Ad War Update: Romney Said … What?

The Obama campaign responds to last night's festivities:

They also put out a web video contesting Romney's speech, point by point:

And to mark the second anniversary of the end of combat operations in Iraq, the campaign released a video featuring pro-Obama sentiment from veterans – it's sure to be a theme at next week's convention:

Not much from the other side today, though the conservative outside group Emergency Committee For Israel did release a love letter to Paul Ryan (ad buy size/scope unknown):

And wannabe swift-boat group OPSEC released a one-minute web ad hitting the president on leaks (ad buy size/scope unknown):

In downticket news, the GOP's Senate candidate in Montana, Denny Rehberg, brings out the twins to link his Democratic opponent, Jon Tester, to Obama:

Lastly, in more general news, Pandora Internet Radio has been a big player in the political ad game this cycle, as Seth Cline explains:

Unlike most Internet display ads, Pandora's ads make impressions upon users who, even if only listening passively, cannot avoid an ad simply by looking away. Pandora also has more than 150 million registered users and in many places is the most listened-to radio station. But perhaps the biggest reason Pandora attracts political types is targeting – political campaigns can customize which listeners hear what ads based on where they live, how old they are, and even what type of music they listen to.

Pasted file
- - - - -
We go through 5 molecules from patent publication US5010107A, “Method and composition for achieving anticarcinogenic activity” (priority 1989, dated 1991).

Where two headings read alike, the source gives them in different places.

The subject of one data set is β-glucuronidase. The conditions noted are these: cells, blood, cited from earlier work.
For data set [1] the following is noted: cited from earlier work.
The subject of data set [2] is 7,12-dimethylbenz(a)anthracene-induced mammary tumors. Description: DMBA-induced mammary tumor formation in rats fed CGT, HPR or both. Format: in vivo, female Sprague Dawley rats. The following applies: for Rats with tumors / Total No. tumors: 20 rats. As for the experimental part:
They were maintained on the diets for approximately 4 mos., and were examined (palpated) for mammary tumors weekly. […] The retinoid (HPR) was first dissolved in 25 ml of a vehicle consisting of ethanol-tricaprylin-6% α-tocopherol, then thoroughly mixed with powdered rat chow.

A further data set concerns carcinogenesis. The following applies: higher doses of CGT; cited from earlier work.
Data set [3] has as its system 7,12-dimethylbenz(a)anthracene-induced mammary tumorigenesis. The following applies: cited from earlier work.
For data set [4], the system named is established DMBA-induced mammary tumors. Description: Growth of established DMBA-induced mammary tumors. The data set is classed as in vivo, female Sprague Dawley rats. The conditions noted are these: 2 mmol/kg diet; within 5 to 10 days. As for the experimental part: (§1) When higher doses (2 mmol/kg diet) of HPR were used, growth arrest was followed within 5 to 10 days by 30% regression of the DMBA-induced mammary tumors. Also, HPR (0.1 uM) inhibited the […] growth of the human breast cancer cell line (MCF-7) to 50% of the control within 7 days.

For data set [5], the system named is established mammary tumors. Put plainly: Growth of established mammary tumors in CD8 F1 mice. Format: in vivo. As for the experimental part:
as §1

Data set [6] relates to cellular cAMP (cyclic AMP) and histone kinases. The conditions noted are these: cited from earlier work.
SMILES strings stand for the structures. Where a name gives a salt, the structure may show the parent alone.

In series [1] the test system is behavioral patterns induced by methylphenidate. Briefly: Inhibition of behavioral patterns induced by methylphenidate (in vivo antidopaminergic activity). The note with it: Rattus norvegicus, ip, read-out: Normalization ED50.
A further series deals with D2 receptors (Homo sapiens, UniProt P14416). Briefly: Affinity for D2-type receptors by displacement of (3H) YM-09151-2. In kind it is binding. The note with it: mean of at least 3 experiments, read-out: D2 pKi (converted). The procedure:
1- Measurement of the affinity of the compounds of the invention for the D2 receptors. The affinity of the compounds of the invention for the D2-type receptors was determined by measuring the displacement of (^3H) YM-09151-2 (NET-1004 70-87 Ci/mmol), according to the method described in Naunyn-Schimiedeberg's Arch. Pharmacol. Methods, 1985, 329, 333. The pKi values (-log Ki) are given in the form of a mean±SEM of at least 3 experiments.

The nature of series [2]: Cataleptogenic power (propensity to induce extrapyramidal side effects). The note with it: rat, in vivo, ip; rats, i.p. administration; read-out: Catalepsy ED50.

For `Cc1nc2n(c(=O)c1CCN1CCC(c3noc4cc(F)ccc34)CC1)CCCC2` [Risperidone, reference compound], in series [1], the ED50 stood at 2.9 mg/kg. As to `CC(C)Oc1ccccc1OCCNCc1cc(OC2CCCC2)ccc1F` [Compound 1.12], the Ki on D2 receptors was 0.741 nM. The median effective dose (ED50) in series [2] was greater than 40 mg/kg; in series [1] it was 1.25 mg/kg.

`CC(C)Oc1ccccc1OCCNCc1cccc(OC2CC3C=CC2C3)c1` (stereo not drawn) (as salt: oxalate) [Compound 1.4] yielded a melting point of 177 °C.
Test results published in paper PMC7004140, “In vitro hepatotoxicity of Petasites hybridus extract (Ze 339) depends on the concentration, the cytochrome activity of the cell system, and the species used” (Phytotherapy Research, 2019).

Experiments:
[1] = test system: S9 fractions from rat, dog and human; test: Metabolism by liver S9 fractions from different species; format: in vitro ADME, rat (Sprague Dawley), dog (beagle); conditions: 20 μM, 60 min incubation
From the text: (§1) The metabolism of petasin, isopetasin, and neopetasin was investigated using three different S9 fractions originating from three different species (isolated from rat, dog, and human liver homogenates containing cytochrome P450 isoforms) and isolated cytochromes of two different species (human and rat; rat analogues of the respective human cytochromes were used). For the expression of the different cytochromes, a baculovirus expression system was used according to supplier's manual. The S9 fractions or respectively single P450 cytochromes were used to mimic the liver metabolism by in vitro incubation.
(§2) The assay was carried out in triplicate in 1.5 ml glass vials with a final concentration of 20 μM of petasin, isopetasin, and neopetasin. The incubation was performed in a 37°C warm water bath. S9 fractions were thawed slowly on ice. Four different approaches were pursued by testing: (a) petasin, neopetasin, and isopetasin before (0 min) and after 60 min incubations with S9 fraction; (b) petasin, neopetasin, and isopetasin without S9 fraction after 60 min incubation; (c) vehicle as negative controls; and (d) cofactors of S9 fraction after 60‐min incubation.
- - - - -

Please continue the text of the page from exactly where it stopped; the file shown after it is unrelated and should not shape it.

"On Pandora we know exactly who our audience is, so if you're trying to reach moms, the D.C. area, or young people in Ohio, we can do that," says Francisca Fanucchi, a spokeswoman for Pandora. When users sign up for Pandora, they give their ZIP code, gender, date of birth, and E-mail address, all of which are used for targeting purposes, Fanucchi says. This customization makes Pandora ideal for microtargeting, a strategy used by political groups to identify very specific types of potential voters–like "liberal leaning post-graduate singles" or "middle-aged commuters near Philadelphia"–by mining large amounts of data such as credit card records and Internet histories

Ad War archive here.